December 19, 2012
A favorite place to duck from taxes is losing its appeal amid Capitol Hill's ongoing debate about debt-cutting.
Many municipal bonds offer interest tax-free, and, consequently, munis were a top choice of financial advisers trying to guide high-income clients away from potential tax increases following the presidential election.
But the advice has soured in the last few days. Politicians have been searching nooks and crannies of the tax system, looking for revenue to plug the nation's burgeoning deficit.
There's been chatter in political circles about withdrawing the tax-free status that has made munis a unique and popular investment — especially among affluent taxpayers.
"I've received dozens of phone calls from people wondering if they should get out of their munis," said Marilyn Cohen, chief executive of Envision Capital Management. "They live off the income from their bonds and are worried sick."
The $4 trillion muni market is large enough to be a simple source of new tax revenue, says Cohen. But as politicians bicker about how to cut the nation's deficit, predicting the muni bond's tax fate isn't easy.
"You need to turn to the Great Carnac for the answer," said Cohen, referring to Johnny Carson's "Tonight Show" character who held cards to his head for answers to impossible questions.
The fear of the wrong outcome has caused many investors during the last few days to dump municipal bonds and municipal bond funds rather than wait to see Congress' next move.
In the last four trading days, investors have pulled more than $1 billion out of municipal bond funds — a sharp reversal from the year up to Dec. 12, said Cameron Brandt, a global markets analyst with EPFR Global. People had poured $54.2 billion into municipal bonds this year as they tried to eke out slightly better income than U.S. Treasurys were providing in a painfully low-yielding interest-rate environment.
People have been pulling money out of Treasury bond funds, too, in the days since Federal Reserve Chairman Ben Bernanke announced a new round of quantitative easing to hold interest rates low. "There's a sense that this is a goose that's been well-stuffed, so you might as well take the money while you can," Brandt said.
But the flows out of munis have been significantly greater than Treasurys, indicating tax concerns are a major driver. With interest rates on municipal bonds so low, a tax hit would be hard to take.
"Fundamental changes to the tax exemption of municipal bonds are likely to be made between now and the end of the first half of 2013," said Wells Fargo analyst Natalie Cohen.
Still, those changes could take various forms. Congress could subject new municipal bonds to taxes but let old munis continue to be free of taxes.
"That would be a milder change (than taking away the tax benefit on old and new munis), but it would create a bifurcated market," Cohen said. "It could create a bifurcated market that would make existing tax-exempt bonds quite valuable."
But with new bonds devoid of the tax benefit for investors, cities and states would have to pay investors more to borrow money.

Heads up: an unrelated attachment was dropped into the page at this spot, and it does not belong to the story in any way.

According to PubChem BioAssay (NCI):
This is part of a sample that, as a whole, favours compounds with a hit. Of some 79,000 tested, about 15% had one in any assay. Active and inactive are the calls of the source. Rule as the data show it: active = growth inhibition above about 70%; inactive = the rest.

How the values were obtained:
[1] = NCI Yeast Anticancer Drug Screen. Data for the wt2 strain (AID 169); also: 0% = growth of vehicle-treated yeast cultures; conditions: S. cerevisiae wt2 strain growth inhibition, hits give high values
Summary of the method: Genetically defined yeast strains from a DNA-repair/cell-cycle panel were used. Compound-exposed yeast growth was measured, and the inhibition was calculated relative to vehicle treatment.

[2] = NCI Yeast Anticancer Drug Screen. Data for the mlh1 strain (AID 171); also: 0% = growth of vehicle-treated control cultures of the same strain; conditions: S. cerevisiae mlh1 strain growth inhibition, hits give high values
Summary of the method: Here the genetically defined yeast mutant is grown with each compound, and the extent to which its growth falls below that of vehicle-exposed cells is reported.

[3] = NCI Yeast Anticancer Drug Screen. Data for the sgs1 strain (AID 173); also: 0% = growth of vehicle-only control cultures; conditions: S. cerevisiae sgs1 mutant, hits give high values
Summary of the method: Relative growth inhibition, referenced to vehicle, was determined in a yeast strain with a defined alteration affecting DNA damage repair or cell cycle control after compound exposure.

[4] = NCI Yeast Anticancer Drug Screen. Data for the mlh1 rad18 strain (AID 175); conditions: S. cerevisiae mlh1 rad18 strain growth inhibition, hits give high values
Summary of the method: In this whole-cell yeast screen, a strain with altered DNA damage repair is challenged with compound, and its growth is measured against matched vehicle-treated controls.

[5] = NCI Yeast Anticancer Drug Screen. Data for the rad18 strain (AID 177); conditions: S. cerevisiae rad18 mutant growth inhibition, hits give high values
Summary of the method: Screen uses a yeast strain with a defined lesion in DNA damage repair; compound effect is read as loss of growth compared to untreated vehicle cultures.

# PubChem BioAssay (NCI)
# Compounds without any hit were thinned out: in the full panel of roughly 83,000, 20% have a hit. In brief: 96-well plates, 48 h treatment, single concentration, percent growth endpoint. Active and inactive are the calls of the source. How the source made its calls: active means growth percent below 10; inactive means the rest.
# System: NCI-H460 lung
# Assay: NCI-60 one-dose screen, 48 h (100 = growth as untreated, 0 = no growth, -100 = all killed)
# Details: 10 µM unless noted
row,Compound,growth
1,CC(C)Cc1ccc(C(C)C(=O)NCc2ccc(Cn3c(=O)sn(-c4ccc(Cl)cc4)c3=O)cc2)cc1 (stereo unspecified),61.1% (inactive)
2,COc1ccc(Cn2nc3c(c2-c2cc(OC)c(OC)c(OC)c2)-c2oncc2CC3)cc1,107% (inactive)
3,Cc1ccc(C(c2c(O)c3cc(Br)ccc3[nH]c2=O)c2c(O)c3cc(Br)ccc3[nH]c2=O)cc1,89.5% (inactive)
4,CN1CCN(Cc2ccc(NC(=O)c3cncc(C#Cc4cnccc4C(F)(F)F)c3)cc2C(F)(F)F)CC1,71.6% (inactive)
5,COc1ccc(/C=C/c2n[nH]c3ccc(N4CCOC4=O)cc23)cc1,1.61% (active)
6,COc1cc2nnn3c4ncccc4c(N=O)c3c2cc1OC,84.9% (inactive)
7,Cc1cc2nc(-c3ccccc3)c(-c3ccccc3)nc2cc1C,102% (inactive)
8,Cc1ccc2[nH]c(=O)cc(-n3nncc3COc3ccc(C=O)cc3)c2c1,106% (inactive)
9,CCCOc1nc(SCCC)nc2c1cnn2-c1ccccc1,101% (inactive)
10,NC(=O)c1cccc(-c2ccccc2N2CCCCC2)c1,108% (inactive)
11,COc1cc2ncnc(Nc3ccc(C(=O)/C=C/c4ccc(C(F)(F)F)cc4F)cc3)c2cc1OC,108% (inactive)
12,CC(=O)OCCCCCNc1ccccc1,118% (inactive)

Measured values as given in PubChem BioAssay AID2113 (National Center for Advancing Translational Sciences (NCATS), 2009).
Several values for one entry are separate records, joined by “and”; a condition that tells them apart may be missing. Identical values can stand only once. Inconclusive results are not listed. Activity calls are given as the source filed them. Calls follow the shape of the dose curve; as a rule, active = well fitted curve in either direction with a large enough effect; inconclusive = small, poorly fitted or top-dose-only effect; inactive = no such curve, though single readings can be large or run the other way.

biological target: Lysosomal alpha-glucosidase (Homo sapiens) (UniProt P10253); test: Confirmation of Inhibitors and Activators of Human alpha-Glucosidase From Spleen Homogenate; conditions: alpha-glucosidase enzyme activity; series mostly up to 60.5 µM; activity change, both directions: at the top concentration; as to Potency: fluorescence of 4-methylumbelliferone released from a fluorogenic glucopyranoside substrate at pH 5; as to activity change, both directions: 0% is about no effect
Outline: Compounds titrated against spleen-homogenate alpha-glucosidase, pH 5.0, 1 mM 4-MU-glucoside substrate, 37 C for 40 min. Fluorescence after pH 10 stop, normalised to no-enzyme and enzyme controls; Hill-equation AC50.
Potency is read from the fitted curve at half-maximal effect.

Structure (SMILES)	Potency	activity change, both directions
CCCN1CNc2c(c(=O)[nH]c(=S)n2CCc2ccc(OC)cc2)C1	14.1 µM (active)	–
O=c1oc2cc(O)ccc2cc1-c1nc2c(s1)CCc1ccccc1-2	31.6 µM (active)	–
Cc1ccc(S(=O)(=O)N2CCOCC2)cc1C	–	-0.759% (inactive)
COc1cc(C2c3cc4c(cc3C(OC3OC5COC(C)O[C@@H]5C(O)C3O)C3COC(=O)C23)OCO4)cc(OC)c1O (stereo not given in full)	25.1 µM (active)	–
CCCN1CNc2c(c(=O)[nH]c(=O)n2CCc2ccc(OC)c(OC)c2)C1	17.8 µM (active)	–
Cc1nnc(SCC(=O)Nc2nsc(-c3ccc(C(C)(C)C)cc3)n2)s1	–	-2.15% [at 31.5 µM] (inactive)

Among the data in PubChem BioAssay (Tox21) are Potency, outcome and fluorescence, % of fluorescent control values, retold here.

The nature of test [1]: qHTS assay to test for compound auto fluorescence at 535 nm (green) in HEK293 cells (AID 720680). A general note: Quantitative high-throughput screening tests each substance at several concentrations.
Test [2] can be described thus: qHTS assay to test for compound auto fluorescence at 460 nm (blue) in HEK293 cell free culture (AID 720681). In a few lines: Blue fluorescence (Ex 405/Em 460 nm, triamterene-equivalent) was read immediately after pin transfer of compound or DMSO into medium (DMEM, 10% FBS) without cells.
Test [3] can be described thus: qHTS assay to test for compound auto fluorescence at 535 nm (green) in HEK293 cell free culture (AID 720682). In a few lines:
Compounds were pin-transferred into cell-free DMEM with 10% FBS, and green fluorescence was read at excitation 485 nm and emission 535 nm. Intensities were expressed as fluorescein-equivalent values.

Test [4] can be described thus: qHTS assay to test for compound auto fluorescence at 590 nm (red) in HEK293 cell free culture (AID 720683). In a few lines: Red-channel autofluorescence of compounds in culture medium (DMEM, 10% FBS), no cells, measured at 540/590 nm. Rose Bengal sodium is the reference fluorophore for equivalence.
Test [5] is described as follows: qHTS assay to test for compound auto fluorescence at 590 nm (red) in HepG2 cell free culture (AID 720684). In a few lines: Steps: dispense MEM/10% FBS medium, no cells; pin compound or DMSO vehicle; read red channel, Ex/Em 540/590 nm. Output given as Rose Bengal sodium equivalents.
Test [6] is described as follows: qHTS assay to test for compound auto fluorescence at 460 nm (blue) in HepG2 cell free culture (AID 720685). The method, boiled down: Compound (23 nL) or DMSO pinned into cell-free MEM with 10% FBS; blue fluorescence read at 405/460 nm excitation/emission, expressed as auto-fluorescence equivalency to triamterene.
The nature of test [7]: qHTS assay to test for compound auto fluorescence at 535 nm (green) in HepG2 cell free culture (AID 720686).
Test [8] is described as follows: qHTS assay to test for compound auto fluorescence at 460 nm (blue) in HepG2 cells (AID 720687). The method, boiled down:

In other words, building infrastructure — whether schools or sewer systems — would cost individual taxpayers more than previously because governments would have to use higher interest, rather than tax-free interest, as an inducement to investors to buy bonds.
This could be difficult for states like California and Illinois, and cities like Los Angeles and Chicago, which are in weak financial shape.
"I wouldn't touch an Illinois bond with a 10-foot pole," said Envision Capital's Marilyn Cohen. Still, investors have been attracted recently to the bonds of the most troubled states because they have paid higher yields than safer, more frugal states. For example, investors can get 10-year Illinois general obligation bonds yielding about 3.15 percent, she said, while the safer Virginia general-obligation bonds yield just 1.8 percent. Ten-year U.S. Treasury bonds are yielding only 1.6 percent, near historical lows.
Without tax-free bonds, Wells Fargo's Natalie Cohen said, local and state governments could be strapped when trying to pay for infrastructure improvements.
Local and state governments already are lobbying heavily to keep Uncle Sam away from municipal bond interest.
A less dramatic approach would be to limit how much high-income taxpayers could shield from taxes by investing in municipal bonds. The limitations might be lumped in with limits on charitable deductions and mortgage interest. Natalie Cohen says the cap might limit deductions to the 28 percent bracket rather than the top 39.6 percent.
"This is a more likely scenario," she said. But it "could cheapen the market, as high-bracket investors sell to lower brackets, who would get a good deal."
Lower-income people in the 28 percent bracket presumably would still be able to invest in munis without paying taxes and could also buy those bonds cheaply from wealthier investors unloading them.
Although there are multiple ways for Uncle Sam to tap municipal-bond interest, "the bottom line is that the risk of a partial tax on muni interest for high-income individuals remains a strong possibility," said Citigroup analyst George Friedlander. "The obvious question is: whether investors should unload municipal bonds in anticipation of such a tax."
His answer: Prices have already deteriorated as investors have faced difficulty selling bonds. So Friedlander says the bonds already reflect "a significant portion of the market risks associated with this potential change in tax treatment." He plans to revisit the question in January.